I'm always excited when I read a book that is first in a new series that I enjoy. A few weeks ago I reviewed Carved in Bone by Jefferson Bass, the first in the Body Farm series, which I thoroughly enjoyed. So it was with some anticipation I picked up FLESH AND BONE; the 2nd in the series.
Sadly, FLESH AND BONE didn't live up to my expectations. The plot revolves around the protagonist, Dr Bill Brockton being framed for the murder of a close friend. There is also a secondary thread of the murder of a man who had been dressed as a woman. Are they connected?
What worked so well in the first book seems be lacklustre in this one. There are so many cliches that I don't know where to begin. The first is the hero being framed for murder by someone with a grudge. It was patently obvious to me who it was almost from the word go. I could see only one suspect. Then there is the transgender "southern belle" nightclub singer with a heart of gold. Oh pu-leaze. And let's not forget the defence lawyer who is a shark; up until he defends the hero, whereupon he sees the light and stops taking on cases where he knows the accused is guilty. This is where the book almost hit my bedroom wall with great velocity; if it hadn't been a library book it might have. And what cliche wouldn't be complete without a gathering of the book's characters at the end to pay tribute to one of their fallen colleagues. Yes, folks that was thrown in there too.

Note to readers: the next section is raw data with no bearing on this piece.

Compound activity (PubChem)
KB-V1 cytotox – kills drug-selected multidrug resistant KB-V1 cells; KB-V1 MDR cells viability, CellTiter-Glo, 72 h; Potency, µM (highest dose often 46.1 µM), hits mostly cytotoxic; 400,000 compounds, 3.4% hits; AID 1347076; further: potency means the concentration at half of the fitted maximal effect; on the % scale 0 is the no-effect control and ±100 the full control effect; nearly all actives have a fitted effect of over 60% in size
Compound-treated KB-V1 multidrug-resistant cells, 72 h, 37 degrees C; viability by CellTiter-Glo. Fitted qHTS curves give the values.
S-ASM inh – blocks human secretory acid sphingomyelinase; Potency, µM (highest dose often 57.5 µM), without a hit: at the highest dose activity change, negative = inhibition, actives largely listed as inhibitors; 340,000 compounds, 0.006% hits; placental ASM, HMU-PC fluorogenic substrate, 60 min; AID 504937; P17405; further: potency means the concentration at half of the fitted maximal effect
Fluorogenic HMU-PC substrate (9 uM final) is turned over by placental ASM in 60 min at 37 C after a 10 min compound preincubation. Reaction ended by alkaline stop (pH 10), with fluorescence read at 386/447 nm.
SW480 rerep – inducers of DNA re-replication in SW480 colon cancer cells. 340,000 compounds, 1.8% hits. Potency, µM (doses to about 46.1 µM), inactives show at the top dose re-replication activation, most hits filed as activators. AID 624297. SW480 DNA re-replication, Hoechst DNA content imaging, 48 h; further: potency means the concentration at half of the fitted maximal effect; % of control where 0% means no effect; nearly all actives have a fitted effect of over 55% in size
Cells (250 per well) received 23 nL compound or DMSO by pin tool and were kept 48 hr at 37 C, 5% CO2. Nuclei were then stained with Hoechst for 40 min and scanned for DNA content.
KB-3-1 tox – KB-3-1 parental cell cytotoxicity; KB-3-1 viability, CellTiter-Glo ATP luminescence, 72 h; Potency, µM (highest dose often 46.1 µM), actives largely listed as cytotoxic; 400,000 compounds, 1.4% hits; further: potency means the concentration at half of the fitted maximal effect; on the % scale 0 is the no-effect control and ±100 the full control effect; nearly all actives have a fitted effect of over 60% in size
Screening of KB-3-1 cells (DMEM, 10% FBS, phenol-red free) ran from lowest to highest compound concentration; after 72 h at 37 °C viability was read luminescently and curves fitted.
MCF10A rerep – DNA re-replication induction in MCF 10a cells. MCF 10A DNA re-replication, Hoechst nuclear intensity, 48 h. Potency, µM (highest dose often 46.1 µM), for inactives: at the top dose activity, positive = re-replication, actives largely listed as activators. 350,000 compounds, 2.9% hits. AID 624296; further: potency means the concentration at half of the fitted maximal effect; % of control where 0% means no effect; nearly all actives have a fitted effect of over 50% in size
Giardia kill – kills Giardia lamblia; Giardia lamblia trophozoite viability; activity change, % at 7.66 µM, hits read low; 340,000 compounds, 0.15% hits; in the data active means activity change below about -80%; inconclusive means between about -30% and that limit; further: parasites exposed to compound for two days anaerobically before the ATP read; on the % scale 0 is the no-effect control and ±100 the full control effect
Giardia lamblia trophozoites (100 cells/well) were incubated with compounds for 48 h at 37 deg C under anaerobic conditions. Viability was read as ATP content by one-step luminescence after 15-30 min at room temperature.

Dr Bill Brockton is painted as a good man, who is uncomplicated and does a difficult job. Now that's all very fine when the book f0cuses on the job. You like the guy and the job is fascinating, but when that uncomplicated man is in a relationship that is the focus of the book, it falls down completely. Romances involving uncomplicated characters just aren't interesting.
After such a good debut, I'm prepared to give Bass another chance but it will be a while before I try another of his books.